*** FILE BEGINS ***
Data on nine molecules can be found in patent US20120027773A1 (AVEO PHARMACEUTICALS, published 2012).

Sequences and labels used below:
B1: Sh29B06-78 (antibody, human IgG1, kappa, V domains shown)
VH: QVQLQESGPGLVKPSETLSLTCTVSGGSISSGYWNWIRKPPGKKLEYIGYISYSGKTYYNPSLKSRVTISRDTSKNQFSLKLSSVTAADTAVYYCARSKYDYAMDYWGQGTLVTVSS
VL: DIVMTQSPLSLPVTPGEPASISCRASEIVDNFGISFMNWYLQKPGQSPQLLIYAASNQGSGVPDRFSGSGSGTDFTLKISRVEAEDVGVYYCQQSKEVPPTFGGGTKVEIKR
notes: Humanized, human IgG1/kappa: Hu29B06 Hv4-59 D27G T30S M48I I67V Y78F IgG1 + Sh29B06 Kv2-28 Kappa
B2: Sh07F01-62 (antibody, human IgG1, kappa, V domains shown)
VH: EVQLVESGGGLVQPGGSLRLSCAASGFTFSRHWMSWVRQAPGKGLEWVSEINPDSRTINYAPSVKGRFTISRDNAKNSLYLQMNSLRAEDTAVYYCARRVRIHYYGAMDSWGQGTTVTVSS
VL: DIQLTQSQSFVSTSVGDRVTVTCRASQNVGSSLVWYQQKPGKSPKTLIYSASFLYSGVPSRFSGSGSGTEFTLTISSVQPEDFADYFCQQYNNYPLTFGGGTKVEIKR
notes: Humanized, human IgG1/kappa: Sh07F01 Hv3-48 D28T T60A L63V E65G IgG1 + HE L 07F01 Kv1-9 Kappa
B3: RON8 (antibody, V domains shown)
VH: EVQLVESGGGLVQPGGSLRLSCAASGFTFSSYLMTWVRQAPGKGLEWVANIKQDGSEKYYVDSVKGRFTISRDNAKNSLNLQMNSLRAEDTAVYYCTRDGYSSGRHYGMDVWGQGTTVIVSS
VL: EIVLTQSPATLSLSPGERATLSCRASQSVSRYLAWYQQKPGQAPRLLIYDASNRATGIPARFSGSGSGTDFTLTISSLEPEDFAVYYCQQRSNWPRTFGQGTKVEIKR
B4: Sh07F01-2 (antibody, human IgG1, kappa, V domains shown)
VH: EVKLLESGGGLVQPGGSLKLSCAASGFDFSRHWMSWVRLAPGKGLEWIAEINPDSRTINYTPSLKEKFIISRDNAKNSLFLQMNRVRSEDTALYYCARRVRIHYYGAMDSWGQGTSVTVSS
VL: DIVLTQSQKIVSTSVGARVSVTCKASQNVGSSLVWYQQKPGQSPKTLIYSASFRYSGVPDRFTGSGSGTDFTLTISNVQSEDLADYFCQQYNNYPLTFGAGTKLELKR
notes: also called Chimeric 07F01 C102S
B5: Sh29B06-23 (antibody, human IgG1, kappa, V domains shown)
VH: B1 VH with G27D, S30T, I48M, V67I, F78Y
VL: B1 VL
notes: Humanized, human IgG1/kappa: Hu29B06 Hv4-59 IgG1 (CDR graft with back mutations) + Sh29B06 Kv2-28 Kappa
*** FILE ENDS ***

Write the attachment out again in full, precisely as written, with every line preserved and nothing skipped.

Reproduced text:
Data on nine molecules can be found in patent US20120027773A1 (AVEO PHARMACEUTICALS, published 2012).

Sequences and labels used below:
B1: Sh29B06-78 (antibody, human IgG1, kappa, V domains shown)
VH: QVQLQESGPGLVKPSETLSLTCTVSGGSISSGYWNWIRKPPGKKLEYIGYISYSGKTYYNPSLKSRVTISRDTSKNQFSLKLSSVTAADTAVYYCARSKYDYAMDYWGQGTLVTVSS
VL: DIVMTQSPLSLPVTPGEPASISCRASEIVDNFGISFMNWYLQKPGQSPQLLIYAASNQGSGVPDRFSGSGSGTDFTLKISRVEAEDVGVYYCQQSKEVPPTFGGGTKVEIKR
notes: Humanized, human IgG1/kappa: Hu29B06 Hv4-59 D27G T30S M48I I67V Y78F IgG1 + Sh29B06 Kv2-28 Kappa
B2: Sh07F01-62 (antibody, human IgG1, kappa, V domains shown)
VH: EVQLVESGGGLVQPGGSLRLSCAASGFTFSRHWMSWVRQAPGKGLEWVSEINPDSRTINYAPSVKGRFTISRDNAKNSLYLQMNSLRAEDTAVYYCARRVRIHYYGAMDSWGQGTTVTVSS
VL: DIQLTQSQSFVSTSVGDRVTVTCRASQNVGSSLVWYQQKPGKSPKTLIYSASFLYSGVPSRFSGSGSGTEFTLTISSVQPEDFADYFCQQYNNYPLTFGGGTKVEIKR
notes: Humanized, human IgG1/kappa: Sh07F01 Hv3-48 D28T T60A L63V E65G IgG1 + HE L 07F01 Kv1-9 Kappa
B3: RON8 (antibody, V domains shown)
VH: EVQLVESGGGLVQPGGSLRLSCAASGFTFSSYLMTWVRQAPGKGLEWVANIKQDGSEKYYVDSVKGRFTISRDNAKNSLNLQMNSLRAEDTAVYYCTRDGYSSGRHYGMDVWGQGTTVIVSS
VL: EIVLTQSPATLSLSPGERATLSCRASQSVSRYLAWYQQKPGQAPRLLIYDASNRATGIPARFSGSGSGTDFTLTISSLEPEDFAVYYCQQRSNWPRTFGQGTKVEIKR
B4: Sh07F01-2 (antibody, human IgG1, kappa, V domains shown)
VH: EVKLLESGGGLVQPGGSLKLSCAASGFDFSRHWMSWVRLAPGKGLEWIAEINPDSRTINYTPSLKEKFIISRDNAKNSLFLQMNRVRSEDTALYYCARRVRIHYYGAMDSWGQGTSVTVSS
VL: DIVLTQSQKIVSTSVGARVSVTCKASQNVGSSLVWYQQKPGQSPKTLIYSASFRYSGVPDRFTGSGSGTDFTLTISNVQSEDLADYFCQQYNNYPLTFGAGTKLELKR
notes: also called Chimeric 07F01 C102S
B5: Sh29B06-23 (antibody, human IgG1, kappa, V domains shown)
VH: B1 VH with G27D, S30T, I48M, V67I, F78Y
VL: B1 VL
notes: Humanized, human IgG1/kappa: Hu29B06 Hv4-59 IgG1 (CDR graft with back mutations) + Sh29B06 Kv2-28 Kappa